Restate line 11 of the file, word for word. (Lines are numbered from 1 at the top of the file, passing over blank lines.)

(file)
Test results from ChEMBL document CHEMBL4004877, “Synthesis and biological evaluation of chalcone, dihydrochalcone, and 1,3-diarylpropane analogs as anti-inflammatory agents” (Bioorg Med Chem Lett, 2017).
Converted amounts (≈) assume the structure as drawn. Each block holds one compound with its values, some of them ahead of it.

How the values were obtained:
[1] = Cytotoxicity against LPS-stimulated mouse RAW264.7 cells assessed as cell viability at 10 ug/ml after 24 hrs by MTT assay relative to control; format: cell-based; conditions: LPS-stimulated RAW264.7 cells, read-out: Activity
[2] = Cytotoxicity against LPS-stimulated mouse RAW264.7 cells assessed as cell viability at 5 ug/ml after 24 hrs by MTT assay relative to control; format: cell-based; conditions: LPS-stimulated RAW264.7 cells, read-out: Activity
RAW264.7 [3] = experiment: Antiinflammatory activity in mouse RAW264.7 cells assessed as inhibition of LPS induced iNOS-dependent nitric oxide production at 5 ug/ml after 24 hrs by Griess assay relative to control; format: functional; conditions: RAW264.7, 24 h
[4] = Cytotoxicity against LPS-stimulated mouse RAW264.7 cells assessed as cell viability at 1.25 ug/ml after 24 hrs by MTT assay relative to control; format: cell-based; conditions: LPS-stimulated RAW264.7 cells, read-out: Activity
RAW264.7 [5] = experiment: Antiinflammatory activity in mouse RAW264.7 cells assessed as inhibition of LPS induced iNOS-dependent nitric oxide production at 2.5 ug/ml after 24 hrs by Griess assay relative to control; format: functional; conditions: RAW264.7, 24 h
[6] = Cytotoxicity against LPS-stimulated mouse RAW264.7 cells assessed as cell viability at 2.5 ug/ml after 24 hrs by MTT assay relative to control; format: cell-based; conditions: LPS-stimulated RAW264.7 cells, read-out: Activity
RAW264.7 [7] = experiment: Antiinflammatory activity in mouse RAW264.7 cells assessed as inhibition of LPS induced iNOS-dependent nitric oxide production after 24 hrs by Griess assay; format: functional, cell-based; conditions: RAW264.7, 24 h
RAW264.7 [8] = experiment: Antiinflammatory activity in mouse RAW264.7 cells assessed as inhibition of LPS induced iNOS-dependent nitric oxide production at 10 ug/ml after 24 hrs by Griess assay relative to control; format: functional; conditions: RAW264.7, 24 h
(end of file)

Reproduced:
RAW264.7 [8] = experiment: Antiinflammatory activity in mouse RAW264.7 cells assessed as inhibition of LPS induced iNOS-dependent nitric oxide production at 10 ug/ml after 24 hrs by Griess assay relative to control; format: functional; conditions: RAW264.7, 24 h